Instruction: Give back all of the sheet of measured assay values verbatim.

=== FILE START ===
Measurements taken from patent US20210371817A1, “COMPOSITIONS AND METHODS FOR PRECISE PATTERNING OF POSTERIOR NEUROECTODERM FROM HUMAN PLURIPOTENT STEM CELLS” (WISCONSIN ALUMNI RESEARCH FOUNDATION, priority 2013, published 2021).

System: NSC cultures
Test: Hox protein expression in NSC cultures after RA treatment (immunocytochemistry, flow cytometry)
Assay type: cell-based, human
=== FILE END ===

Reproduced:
Measurements taken from patent US20210371817A1, “COMPOSITIONS AND METHODS FOR PRECISE PATTERNING OF POSTERIOR NEUROECTODERM FROM HUMAN PLURIPOTENT STEM CELLS” (WISCONSIN ALUMNI RESEARCH FOUNDATION, priority 2013, published 2021).

System: NSC cultures
Test: Hox protein expression in NSC cultures after RA treatment (immunocytochemistry, flow cytometry)
Assay type: cell-based, human